Code Limitations
1x Within the area described under the Shading Key and 1/2 mile up all streams that join the area, do not apply this pesticide within 20 yards from the edge of water for ground applications, nor within 100 yards for aerial applications.
2a Within the area described under the Shading Key, do not apply this pesticide within 40 yards from the edge of water for ground applications, nor within 200 yards for aerial applications.
3x Within the area described under the Shading Key and 1/2 mile up all streams that join the area, do not apply this pesticide within 100 yards from the edge of water for ground applications, nor within 1/4 mile for aerial applications.
5a Do not apply ultra low volume (ULV) applications within 1 mile from the edge of water within the area described under the Shading Key.
10a Do not apply directly to water within the area described under the Shading Key, nor within the area dscribed under the Shading Key.
43a Within the area described under the Shading Key, do not apply this pesticide within 100 yards from the edge of water for ground applications, nor within 1/4 mile for aerial applications.
196 Within the area described under the Shading Key, do not apply this pesticide above the threshold application rate (TAR) indicated within 20 yards from the edge of water for ground applications, nor within 100 yards for aerial applications.

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Gila and Yaqui topminnow [Poeciliopsis occidentalis]

The Gila topminnow consists of two subspecies, the Gila (Poeciliopsis occidentalis occidentalis) and the Yaqui (P. occidentalis sonoriensis), both of which are federally listed as endangered. This topminow is included in the same family as the domesticated aquarium guppy, and is similar to the guppy in many aspects. This tiny fish averages 3 to 4 centimeters (1.2 to 1.6 in) in length. It is tan to olive on the upper portions of its body and white below. Similar to other fish, the body colors of breeding males will become more vibrant in order to entice the females. Breeding male topminnows darken to jet black and develop bright yellow fins and golden tints along their midsections.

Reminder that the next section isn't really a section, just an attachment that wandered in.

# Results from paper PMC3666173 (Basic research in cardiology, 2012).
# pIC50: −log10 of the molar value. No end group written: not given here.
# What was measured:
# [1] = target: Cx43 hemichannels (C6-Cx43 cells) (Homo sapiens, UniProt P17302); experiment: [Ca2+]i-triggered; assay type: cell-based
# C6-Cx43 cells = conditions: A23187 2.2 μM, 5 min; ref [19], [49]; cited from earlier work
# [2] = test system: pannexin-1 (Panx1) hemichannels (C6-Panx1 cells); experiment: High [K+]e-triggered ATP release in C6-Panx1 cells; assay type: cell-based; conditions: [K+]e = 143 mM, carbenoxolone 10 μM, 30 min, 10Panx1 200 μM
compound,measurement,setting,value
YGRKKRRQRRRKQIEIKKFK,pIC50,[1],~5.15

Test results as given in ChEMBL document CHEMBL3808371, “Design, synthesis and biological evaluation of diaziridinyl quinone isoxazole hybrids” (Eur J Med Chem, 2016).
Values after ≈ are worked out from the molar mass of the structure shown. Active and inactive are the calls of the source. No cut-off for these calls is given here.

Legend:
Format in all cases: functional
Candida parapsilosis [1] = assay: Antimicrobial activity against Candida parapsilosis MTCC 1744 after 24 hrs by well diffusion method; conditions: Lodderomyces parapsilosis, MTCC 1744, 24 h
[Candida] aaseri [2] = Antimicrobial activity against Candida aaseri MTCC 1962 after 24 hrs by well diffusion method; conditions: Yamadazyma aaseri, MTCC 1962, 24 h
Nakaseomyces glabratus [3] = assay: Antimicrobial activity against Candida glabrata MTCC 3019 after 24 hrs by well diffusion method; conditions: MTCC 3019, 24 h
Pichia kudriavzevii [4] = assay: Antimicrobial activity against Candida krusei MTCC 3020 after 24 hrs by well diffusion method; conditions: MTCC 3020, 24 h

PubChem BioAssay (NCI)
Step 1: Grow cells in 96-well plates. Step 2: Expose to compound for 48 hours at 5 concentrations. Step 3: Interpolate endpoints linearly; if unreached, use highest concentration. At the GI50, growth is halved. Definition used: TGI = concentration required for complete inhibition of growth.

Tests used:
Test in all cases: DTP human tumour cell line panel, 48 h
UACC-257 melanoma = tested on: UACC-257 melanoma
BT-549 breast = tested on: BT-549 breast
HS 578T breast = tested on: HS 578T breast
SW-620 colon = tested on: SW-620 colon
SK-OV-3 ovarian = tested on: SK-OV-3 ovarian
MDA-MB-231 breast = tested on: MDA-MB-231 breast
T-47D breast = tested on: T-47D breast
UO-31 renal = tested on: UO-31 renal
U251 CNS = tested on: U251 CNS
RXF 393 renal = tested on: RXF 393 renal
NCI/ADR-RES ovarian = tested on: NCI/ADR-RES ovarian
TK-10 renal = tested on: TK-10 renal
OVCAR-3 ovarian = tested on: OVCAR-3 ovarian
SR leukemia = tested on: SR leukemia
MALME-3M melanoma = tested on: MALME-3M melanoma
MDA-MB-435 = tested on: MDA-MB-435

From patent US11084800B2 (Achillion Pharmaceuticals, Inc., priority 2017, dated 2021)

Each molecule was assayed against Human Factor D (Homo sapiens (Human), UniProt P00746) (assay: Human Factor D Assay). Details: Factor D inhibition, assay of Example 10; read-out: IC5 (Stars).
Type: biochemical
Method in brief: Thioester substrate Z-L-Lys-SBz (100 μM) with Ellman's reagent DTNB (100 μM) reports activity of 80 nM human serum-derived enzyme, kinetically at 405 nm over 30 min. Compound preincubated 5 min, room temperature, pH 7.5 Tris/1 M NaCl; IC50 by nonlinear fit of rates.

Although the lifespan of the Gila topminnow is only about one year, the species is a prolific breeder. Gestation varies from 24 to 28 days for the Gila topminnow and 12 to 14 days for the Yaqui subspecies. Unlike most other fish, the topminnow gives birth to live young, as opposed to laying eggs. The onset of breeding is affected by water temperature, daylight, and food availability.

Topminnows are able to exist in a broad range of habitats. Though they prefer shallow, warm, and fairly quiet waters, these fish are also found in moderate currents and depths up to 1 meter (3.3 ft). They make their homes in permanent and intermittent streams, marshes, and river banks, where they seek dense mats of algae and debris with sandy substrates for their preferred living environment.

Historically, this topminnow was abundant throughout the Gila River system and Rio Yaqui drainage in Arizona, New Mexico, and northern Sonora and Chihuahua, Mexico. The current severe reductions of population and suitable habitat are reasons for grave concern for the survival of the this species. The Gila Topminnow still occurs in natural populations at only eight isolated locations in the Santa Cruz River System. It is believed that extensive groundwater pumping and diversion of water for the irrigation of agriculture in Mexico have annihilated the species from that country. The Yaqui topminnow is found only at eight US locations within the Yaqui River headwaters, but is more abundant in Mexico.